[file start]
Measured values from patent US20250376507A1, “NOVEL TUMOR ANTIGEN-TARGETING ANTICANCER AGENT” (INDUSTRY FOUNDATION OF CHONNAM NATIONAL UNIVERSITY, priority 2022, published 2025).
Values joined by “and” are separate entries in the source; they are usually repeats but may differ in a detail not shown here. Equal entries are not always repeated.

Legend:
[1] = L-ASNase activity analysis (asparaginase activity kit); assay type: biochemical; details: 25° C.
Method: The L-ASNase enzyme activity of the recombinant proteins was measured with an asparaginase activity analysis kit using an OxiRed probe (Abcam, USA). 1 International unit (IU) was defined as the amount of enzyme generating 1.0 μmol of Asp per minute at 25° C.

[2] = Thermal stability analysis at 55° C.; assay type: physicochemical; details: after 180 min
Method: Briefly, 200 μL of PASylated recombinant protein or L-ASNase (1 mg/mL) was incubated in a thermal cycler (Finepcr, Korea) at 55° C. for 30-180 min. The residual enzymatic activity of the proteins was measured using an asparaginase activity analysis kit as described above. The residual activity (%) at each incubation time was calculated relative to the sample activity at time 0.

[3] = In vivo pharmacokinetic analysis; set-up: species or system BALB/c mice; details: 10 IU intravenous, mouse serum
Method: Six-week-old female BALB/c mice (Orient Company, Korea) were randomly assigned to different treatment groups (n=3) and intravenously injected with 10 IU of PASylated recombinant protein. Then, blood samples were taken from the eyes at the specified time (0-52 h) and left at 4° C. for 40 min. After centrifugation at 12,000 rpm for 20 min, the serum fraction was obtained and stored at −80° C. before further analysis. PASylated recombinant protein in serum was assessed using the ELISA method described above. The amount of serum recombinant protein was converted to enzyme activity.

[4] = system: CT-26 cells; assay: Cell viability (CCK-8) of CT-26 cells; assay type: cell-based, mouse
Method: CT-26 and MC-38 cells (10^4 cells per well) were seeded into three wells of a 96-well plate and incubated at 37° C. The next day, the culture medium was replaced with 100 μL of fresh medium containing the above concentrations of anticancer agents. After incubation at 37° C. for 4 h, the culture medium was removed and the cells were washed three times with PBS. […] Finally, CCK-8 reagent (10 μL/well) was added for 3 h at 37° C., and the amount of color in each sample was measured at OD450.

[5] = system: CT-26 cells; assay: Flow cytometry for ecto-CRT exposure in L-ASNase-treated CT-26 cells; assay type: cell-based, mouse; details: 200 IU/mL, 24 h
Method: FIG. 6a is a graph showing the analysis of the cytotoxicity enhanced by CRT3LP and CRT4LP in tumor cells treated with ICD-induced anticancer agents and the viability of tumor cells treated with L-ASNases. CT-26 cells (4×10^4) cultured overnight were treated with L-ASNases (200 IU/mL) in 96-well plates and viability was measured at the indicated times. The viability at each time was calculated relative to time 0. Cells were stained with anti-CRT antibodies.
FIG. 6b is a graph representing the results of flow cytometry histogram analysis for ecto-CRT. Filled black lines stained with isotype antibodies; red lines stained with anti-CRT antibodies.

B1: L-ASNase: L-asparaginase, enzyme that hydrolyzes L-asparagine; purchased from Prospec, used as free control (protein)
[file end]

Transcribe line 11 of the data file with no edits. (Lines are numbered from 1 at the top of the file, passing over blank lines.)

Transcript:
Method: CT-26 and MC-38 cells (10^4 cells per well) were seeded into three wells of a 96-well plate and incubated at 37° C. The next day, the culture medium was replaced with 100 μL of fresh medium containing the above concentrations of anticancer agents. After incubation at 37° C. for 4 h, the culture medium was removed and the cells were washed three times with PBS. […] Finally, CCK-8 reagent (10 μL/well) was added for 3 h at 37° C., and the amount of color in each sample was measured at OD450.